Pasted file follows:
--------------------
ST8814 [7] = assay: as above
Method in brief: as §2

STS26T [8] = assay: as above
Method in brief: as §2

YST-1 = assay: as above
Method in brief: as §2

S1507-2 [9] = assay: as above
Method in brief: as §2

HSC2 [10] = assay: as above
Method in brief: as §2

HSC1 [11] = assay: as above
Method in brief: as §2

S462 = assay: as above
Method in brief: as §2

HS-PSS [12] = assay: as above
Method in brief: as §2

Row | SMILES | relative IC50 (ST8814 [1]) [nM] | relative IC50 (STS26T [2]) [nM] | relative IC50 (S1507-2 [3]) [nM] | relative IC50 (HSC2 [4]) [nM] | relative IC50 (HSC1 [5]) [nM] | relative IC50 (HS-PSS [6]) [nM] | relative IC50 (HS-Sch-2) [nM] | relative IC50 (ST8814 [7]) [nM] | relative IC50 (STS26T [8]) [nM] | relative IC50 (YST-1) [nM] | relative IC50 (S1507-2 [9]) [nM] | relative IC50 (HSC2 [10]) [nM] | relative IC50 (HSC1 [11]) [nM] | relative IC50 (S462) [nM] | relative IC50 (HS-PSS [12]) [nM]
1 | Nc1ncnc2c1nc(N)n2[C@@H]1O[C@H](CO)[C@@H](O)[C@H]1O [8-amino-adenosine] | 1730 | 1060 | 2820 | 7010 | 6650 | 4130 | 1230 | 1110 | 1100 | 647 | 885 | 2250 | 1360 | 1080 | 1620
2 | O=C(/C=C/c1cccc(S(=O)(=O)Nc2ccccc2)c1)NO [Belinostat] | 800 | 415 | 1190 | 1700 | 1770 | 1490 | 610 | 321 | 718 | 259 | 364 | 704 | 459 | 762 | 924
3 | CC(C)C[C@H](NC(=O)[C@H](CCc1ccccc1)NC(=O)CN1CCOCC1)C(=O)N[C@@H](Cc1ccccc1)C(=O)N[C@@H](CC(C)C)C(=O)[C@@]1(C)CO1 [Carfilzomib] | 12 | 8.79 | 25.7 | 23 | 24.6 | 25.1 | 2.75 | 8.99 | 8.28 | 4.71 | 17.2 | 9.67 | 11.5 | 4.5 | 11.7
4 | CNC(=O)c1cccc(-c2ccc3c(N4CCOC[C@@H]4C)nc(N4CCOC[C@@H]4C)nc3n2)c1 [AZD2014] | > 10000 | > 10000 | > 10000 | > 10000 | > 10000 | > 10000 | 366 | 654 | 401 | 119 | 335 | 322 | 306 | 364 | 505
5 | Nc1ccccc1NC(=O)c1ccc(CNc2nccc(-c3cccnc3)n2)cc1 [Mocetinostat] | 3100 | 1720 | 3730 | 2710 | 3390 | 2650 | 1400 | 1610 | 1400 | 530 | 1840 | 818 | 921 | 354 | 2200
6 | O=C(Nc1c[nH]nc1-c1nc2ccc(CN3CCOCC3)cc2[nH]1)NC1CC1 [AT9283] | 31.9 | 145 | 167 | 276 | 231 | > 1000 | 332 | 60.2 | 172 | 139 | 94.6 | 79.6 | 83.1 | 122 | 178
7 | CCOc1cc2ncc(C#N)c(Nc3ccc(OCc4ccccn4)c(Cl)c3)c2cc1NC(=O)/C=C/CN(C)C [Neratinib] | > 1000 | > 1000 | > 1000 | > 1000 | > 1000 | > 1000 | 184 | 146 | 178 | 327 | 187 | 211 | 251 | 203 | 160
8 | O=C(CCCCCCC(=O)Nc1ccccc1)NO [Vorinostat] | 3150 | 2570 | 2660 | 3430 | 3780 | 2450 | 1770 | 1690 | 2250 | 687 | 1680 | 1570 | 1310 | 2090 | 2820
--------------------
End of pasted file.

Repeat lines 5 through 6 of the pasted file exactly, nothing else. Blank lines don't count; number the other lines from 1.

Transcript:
YST-1 = assay: as above
Method in brief: as §2